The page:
Third Party & Independents Archives

Vet This

There is much hubbub in the media this week over Bernard Kerik’s “nanny problem”. Given that politicians have been laid low over similar issues many many times in the last ten years, you might think that anyone with political aspirations might be a little more circumspect about their hired help. But that is hardly Kerik’s only issue. Allegations of corruption, mob ties, ethical lapses, moral lapses, and extramarital affairs abound and the media seems content to only cover the nanny issue. For a White House that is quite clearly morality driven, it seems odd that someone with such a questionable history would have made it this far in the process.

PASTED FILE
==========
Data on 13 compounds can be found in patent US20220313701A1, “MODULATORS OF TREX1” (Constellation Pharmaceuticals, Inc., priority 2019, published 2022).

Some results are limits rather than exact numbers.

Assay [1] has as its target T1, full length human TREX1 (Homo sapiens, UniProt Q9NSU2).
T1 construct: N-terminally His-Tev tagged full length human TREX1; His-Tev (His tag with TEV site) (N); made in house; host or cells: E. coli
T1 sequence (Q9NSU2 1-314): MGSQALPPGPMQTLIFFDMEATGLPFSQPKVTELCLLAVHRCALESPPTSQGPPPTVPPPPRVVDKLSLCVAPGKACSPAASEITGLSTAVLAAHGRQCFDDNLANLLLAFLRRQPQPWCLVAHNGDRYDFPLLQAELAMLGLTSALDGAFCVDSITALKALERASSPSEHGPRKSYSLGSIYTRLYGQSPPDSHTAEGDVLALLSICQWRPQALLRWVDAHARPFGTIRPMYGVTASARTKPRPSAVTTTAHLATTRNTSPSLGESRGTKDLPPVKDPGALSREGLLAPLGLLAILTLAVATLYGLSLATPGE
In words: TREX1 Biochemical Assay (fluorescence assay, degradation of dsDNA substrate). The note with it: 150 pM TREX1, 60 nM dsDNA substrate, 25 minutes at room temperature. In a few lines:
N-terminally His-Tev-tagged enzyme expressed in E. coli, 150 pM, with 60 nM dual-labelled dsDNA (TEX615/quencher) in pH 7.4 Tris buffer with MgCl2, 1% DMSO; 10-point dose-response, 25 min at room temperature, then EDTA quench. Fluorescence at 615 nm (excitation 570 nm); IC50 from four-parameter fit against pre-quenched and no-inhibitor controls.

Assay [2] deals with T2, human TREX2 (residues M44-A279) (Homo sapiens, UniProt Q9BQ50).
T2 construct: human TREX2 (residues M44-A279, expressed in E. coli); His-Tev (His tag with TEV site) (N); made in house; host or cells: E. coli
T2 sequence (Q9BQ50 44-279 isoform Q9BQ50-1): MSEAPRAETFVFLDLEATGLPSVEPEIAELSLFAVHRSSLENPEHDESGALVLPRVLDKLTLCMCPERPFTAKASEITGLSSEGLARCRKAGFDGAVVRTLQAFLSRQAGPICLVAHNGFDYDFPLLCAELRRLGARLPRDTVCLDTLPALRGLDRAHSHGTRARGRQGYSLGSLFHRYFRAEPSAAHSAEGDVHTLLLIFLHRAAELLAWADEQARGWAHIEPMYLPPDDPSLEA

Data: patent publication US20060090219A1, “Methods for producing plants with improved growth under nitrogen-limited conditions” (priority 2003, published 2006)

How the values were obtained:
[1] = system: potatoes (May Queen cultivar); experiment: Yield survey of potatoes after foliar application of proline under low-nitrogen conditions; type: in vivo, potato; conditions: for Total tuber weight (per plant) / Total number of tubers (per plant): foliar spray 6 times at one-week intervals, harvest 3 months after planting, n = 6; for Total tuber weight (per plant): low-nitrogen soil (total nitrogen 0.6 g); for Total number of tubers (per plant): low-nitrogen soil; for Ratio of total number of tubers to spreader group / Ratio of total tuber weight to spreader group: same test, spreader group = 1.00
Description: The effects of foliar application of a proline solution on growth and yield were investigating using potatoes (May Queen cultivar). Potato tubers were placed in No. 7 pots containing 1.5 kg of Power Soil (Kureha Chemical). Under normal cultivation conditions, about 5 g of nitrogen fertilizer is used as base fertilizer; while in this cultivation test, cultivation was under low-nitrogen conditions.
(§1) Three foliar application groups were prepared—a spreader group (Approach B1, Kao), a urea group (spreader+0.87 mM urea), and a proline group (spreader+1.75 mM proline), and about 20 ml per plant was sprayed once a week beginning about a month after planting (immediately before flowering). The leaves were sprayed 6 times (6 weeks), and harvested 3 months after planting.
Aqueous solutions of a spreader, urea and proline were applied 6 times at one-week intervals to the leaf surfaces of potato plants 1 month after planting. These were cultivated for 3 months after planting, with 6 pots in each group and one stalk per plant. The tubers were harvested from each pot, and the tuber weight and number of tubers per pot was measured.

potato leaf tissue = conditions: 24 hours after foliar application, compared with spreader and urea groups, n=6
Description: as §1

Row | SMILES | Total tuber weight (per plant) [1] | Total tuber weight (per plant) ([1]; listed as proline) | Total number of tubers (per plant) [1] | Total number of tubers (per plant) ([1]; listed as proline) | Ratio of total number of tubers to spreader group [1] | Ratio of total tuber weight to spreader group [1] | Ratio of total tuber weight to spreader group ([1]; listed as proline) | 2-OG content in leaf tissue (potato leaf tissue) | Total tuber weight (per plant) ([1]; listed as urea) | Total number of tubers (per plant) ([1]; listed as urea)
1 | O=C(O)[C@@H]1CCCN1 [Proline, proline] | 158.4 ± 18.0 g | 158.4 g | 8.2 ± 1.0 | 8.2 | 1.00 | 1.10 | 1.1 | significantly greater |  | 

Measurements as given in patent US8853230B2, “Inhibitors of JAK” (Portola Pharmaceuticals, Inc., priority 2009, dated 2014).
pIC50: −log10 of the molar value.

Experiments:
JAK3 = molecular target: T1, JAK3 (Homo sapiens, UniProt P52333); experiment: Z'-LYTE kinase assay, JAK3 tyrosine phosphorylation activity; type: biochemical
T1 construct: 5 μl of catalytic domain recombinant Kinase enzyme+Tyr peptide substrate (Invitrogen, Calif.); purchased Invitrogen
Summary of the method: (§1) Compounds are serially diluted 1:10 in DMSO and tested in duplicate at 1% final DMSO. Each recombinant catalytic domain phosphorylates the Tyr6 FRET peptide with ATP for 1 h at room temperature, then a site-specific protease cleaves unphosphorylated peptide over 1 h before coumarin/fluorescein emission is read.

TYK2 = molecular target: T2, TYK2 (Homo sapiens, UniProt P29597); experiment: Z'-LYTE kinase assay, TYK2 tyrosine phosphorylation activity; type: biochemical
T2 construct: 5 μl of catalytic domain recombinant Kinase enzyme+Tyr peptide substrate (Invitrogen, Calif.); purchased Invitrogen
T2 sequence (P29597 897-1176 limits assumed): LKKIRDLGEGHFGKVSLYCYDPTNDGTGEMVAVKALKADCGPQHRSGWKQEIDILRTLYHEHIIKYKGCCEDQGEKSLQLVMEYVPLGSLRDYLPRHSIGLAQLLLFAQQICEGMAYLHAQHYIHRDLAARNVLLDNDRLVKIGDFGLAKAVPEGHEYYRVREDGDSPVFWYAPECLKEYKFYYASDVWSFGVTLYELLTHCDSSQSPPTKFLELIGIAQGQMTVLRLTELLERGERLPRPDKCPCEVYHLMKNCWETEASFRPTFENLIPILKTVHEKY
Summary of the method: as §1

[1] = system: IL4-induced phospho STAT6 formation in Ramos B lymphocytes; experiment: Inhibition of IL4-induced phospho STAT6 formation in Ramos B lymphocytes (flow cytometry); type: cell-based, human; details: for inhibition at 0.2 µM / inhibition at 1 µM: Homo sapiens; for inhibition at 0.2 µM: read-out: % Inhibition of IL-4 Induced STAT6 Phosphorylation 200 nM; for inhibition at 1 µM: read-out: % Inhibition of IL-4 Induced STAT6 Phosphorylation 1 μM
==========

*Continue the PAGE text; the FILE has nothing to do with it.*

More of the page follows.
Scott McClellan tried to defend the vetting process but dodged every single question about how Kerik got as far as he did without any of this coming up. There are two possible reasons for this. The first is that the White House knew about the issues and didn't view them as being incompatible with the values and goals of the Administration. The second is that they did not discover any of these issues, which doesn't say anything particularly good about the thoroughness of the process. There is a very very remote third possibility that they knew about the issues and thought that the media and Senate would either not find out or not care about them. This is unlikely enough to be dismissed without further discussion.

So which is it? Does the White House view ideological compatibility as more important than moral and ethical standards? Or are they simply sloppy?

Posted by rev_matt_y at December 14, 2004 11:26 AM